In the United States, marriage is the legal union of two persons as spouses. As a general rule, a minimum of four persons are legally required for a marriage ceremony: the couple to be married, the officiant (a person legally qualified to perform a marriage), and a witness. In the United States, the legal requirements and qualifications for marriage are established by the state, territory, tribe, or other jurisdiction in which the marriage occurs. International legal requirements and qualifications vary.
The marriage occurs during a wedding ceremony conducted by the officiant and attended by the participants and one or more witnesses. Afterwards, the officiant executes the marriage certificate and then delivers it to the appropriate public offical for recording in the public records of the jurisdiction—generally the county and always the state—that issued the wedding license.
The wedding ceremony is very much a product of cultural, ethnic, national, regional, and religious traditions. These traditions, explicitly or implicitly, inform every marriage ceremony.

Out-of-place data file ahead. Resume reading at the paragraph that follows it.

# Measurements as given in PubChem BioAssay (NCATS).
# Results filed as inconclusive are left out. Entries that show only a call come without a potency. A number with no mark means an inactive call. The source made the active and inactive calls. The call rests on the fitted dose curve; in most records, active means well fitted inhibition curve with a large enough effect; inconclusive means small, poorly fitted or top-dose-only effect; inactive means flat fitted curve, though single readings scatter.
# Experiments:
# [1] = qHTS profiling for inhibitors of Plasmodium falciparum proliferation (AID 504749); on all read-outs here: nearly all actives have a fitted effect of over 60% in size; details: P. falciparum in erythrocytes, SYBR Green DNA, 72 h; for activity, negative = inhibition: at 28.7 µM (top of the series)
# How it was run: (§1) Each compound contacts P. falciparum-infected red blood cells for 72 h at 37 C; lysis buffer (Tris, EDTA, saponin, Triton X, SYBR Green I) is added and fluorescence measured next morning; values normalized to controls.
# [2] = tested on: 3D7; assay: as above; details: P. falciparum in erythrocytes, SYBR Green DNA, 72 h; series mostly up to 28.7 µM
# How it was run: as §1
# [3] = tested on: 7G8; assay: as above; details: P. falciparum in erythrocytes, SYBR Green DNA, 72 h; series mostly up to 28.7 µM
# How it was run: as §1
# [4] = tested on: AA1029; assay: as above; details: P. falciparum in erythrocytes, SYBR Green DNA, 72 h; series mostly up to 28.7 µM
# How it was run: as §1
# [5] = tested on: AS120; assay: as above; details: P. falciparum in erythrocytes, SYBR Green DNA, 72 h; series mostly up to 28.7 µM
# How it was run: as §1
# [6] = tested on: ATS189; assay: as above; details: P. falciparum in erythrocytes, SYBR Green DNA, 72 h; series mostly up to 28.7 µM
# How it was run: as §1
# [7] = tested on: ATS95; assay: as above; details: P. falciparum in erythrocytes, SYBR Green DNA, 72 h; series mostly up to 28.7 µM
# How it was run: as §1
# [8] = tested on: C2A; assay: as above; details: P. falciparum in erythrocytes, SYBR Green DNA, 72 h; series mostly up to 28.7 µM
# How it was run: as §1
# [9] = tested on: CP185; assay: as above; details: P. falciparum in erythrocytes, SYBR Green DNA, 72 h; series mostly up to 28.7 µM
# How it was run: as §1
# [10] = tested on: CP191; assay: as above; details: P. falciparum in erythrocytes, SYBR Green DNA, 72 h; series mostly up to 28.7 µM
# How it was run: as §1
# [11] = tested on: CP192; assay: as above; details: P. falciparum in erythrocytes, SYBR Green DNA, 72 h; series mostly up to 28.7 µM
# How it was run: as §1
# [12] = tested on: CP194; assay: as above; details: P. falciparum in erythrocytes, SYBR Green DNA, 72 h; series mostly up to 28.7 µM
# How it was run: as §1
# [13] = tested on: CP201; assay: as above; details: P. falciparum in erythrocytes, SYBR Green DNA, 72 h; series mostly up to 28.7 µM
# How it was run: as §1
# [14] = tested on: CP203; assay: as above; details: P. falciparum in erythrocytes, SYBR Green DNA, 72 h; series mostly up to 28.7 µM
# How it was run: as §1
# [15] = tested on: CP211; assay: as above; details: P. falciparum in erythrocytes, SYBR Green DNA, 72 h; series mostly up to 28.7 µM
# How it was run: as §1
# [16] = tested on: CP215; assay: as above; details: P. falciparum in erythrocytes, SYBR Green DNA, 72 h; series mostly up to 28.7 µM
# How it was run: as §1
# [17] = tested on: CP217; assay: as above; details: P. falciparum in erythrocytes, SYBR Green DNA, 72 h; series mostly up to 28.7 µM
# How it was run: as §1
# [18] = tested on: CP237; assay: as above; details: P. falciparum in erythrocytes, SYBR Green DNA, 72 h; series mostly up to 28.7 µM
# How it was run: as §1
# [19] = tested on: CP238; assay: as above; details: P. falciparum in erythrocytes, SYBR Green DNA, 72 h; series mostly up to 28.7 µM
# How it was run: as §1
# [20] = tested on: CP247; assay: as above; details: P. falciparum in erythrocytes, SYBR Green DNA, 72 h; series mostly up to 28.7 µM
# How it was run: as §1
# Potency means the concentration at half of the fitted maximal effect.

- Cultural wedding traditions include the Amish, Appalachian, Arabic, Celtic, English, Farsi, Germanic, Hispanic, Jewish, Moravian, Mennonite, Quaker,
- Ethnic wedding traditions common to the United States include the Acadian, African, African-American, Arabic, Armenian, Basque, Cajun, Chinese, Czech, English, French, German, Greek, Hawaiian, Hispanic, Hmong, Irish, Italian, Japanese, Jewish, Korean, Lebanese, Mexican, Native American, Pacific Islander, Pakistani, Polish, Puerto Rican, Russian, Scots, Slavic, Turkish, Ukrainian, Vietnamese, Welch,
- National wedding traditions comprise those of the 192 members of the United Nations, whose official languages are: Arabic, Chinese, English, French, Russian, and Spanish.
- Regional wedding traditions include the: African, Arabic, Asian, Baltic, Caribbean, Central American, Chinese, Eastern European, Indian, Middle Eastern, North American, Oceania, Pacific Island, Persian, Slavic, South American, and Western European traditions.
- Religious wedding traditions include: Baha’i; Buddhist; Christian—Roman Catholic, Eastern Orthodox, Greek Orthodox, Protestant, Quaker; Confucian; Hindu; Islamic; Jain; Jewish—Conservative, Orthodox, and Reform; Mormon, Quaker, Shinto, and Zoroastrian traditions.